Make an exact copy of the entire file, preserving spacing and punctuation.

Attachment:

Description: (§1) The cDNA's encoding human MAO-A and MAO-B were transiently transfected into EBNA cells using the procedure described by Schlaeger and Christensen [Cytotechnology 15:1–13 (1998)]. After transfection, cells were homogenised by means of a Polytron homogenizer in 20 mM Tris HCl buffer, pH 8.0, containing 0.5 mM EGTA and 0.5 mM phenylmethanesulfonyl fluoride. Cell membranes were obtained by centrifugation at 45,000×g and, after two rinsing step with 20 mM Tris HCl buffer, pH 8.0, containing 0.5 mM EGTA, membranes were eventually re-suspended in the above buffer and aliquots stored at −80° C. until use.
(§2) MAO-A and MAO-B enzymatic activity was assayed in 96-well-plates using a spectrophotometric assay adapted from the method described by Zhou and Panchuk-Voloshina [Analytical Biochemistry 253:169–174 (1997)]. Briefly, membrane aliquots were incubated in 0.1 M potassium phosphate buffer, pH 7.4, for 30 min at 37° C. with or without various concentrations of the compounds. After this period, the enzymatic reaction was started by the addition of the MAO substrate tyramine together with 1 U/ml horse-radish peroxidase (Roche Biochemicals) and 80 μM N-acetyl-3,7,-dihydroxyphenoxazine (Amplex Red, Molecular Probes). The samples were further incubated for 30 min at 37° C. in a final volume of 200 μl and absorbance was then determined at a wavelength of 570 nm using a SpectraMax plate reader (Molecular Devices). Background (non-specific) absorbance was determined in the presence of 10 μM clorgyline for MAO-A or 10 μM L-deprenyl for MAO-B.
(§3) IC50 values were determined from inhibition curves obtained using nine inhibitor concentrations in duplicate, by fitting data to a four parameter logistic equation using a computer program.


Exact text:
Description: (§1) The cDNA's encoding human MAO-A and MAO-B were transiently transfected into EBNA cells using the procedure described by Schlaeger and Christensen [Cytotechnology 15:1–13 (1998)]. After transfection, cells were homogenised by means of a Polytron homogenizer in 20 mM Tris HCl buffer, pH 8.0, containing 0.5 mM EGTA and 0.5 mM phenylmethanesulfonyl fluoride. Cell membranes were obtained by centrifugation at 45,000×g and, after two rinsing step with 20 mM Tris HCl buffer, pH 8.0, containing 0.5 mM EGTA, membranes were eventually re-suspended in the above buffer and aliquots stored at −80° C. until use.
(§2) MAO-A and MAO-B enzymatic activity was assayed in 96-well-plates using a spectrophotometric assay adapted from the method described by Zhou and Panchuk-Voloshina [Analytical Biochemistry 253:169–174 (1997)]. Briefly, membrane aliquots were incubated in 0.1 M potassium phosphate buffer, pH 7.4, for 30 min at 37° C. with or without various concentrations of the compounds. After this period, the enzymatic reaction was started by the addition of the MAO substrate tyramine together with 1 U/ml horse-radish peroxidase (Roche Biochemicals) and 80 μM N-acetyl-3,7,-dihydroxyphenoxazine (Amplex Red, Molecular Probes). The samples were further incubated for 30 min at 37° C. in a final volume of 200 μl and absorbance was then determined at a wavelength of 570 nm using a SpectraMax plate reader (Molecular Devices). Background (non-specific) absorbance was determined in the presence of 10 μM clorgyline for MAO-A or 10 μM L-deprenyl for MAO-B.
(§3) IC50 values were determined from inhibition curves obtained using nine inhibitor concentrations in duplicate, by fitting data to a four parameter logistic equation using a computer program.